I recently posted about our trip to Florida, and was asked more details about flying with Baby Quincy. This one is for you, Katie!
Traveling with an infant wasn’t too tricky, though I’ll admit that I was pretty anxious leading up to the flights. The first decision we had to make was whether we should fly from Michigan to Florida, or if driving would be better. Despite the rising cost of gas, it would have been cheaper to drive, but the cost wasn’t the only thing to consider. Quincy is still exclusively breastfed, and typically eats every 3 hours (sometimes less, other times more). Can you imagine taking a twenty hour drive, and adding in all the times needed to stop and feed him? I couldn’t. Therefore, we opted to fly instead of drive.
Here is what I learned on the trip:
Oh. My. Goodness. This was a bit stressful because I was worried I would forget my own underwear or leave behind Quincy’s carseat, but we did okay! I found it helpful to compile a list of everything that needed to be packed, and then put it all together two days prior to the trip. Having a list to check-off ensured that nothing was still hanging out in the dryer or still dirty in the hamper.
Top Left to Right: Carseat (Checked Curb-side), Brad’s Carry-On, Family Checked Suitcase.
Bottom Left to Right: Brad’s Laptop Bag, Maggie’s Diaper Bag, Maggie’s Carry-On.
Above is the break-down of our luggage for a 9 day trip to Florida. One thing that added to our packing was we brought 10 cloth diapers with us, along with a small container of detergent to clean them while on the trip. If you use disposable, you could always pack just a few in your diaper bag and then purchase more at your final destination to save space.
CHECK A BAG
I’ve always made sure to travel light and could get away with just having a carry-on bag, but going to Florida for nine days with an infant didn’t allow us to pack super light. We ended up checking a large suitcase that we fit a travel crib inside, and also put most of our liquids, diapers, and baby clothes inside. With checking a bag, that’s one less thing that you need to deal with while boarding the plane.
|Baby Björn Travel Crib Light|
If you are looking for travel cribs, we really liked ours for the trip, which is the Baby Björn Travel Crib Light. It isn’t as large as the Pac-n-Plays you see a lot, but it was nice to be a bit smaller to fit in the suitcase.
If your child is under two years old, you do not need to purchase a ticket for them, unless you want them to sit in their own seat. For traveling with Quincy, we purchased two tickets (one for me, one for Brad), and then had one of the tickets labeled as “Infant in Arms”. We did not need to provide any kind of identification for Quincy since we were on domestic flights. If you are traveling internationally, I think passports are involved, so do your research to see what is required!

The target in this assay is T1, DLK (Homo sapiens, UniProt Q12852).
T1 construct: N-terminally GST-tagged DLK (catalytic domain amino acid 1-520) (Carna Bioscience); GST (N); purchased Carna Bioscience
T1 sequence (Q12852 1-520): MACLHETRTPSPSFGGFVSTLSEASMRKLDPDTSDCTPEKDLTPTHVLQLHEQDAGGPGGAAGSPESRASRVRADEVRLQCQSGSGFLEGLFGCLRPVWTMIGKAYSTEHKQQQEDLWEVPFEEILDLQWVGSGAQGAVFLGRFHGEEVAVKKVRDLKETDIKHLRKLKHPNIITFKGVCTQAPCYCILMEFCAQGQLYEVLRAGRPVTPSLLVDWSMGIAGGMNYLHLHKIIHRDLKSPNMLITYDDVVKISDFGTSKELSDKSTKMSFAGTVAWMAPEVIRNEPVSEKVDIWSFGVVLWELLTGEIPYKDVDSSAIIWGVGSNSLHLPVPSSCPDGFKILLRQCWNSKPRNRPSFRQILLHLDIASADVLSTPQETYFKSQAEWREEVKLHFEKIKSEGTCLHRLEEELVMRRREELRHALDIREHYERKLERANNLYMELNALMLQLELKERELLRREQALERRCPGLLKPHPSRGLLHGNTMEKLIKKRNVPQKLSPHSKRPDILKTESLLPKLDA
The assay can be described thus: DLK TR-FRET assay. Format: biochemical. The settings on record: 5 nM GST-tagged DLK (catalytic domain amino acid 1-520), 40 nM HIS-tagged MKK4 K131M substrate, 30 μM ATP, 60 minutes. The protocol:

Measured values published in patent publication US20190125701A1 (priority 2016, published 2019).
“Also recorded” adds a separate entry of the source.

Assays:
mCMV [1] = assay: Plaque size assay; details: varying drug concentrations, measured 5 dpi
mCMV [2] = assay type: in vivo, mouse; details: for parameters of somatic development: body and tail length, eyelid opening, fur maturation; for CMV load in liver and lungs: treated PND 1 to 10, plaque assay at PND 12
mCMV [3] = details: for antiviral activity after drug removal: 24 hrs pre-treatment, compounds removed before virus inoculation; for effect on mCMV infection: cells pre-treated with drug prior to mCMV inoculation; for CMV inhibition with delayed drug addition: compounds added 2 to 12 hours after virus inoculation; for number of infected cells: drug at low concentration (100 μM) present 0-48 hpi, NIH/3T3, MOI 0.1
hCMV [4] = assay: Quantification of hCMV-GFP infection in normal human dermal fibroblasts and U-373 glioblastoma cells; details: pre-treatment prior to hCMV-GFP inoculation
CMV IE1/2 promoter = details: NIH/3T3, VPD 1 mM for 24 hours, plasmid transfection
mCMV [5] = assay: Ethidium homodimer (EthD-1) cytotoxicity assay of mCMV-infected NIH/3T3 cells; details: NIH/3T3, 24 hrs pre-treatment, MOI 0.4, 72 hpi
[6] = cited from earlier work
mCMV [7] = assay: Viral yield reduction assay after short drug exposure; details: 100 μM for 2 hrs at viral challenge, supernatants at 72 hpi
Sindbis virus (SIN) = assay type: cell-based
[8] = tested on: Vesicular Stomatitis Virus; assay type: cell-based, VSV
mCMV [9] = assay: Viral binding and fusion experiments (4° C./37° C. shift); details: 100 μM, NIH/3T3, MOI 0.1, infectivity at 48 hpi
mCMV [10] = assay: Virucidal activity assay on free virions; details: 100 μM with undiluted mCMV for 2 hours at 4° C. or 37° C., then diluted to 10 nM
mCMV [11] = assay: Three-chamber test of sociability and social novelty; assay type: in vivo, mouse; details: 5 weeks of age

Full Body Scanners vs. Metal Detectors: For ease of getting around the airports, I put Quincy in the front pack and also kept him strapped to me when going through security. I did not have to unstrap him at all, but simply walked through the metal detectors with him still attached. (You can also simply carry your infant through; no need to have them in a front pack). They then tested my hands to see if I had been handling any explosives (which I’m happy to report I had not and so I passed the screening), and then we were free to go on our merry way!
|Rockin’ the Front Pack|
We flew out of Grand Rapids, MI on the way down, and flew back from Tallahassee, FL. Both airports had the Full Body Scanners, but we did not have to go through them. I saw another mom traveling with elementary aged children, and they also used the metal detectors instead of the full body scanner.
Keeping your party together: If you are traveling with your spouse, they also do not have to go through the full body scanners since that would separate them from you. So, whether the mother or father holds the infant while going through the metal detectors, the other parent is allowed to stay with them. At one of the airports, Brad had to point out to the TSA agent that he wanted to stay with Quincy and I (the agent must not have been aware of this guideline), but a second agent confirmed we could stay together.
Breast Milk: I had heard from a lot of people that it was good to have the baby drink something during take-off and landing to help prevent ear problems due to pressure changes. Not sure what to expect, I brought pumped breast milk (three bottles full, each 4 ounces) in a small pouch with an ice pack which was clipped to my diaper bag.
|Pumped Breast Milk: Does not fall under the
“Three Ounce Rule” for airport security.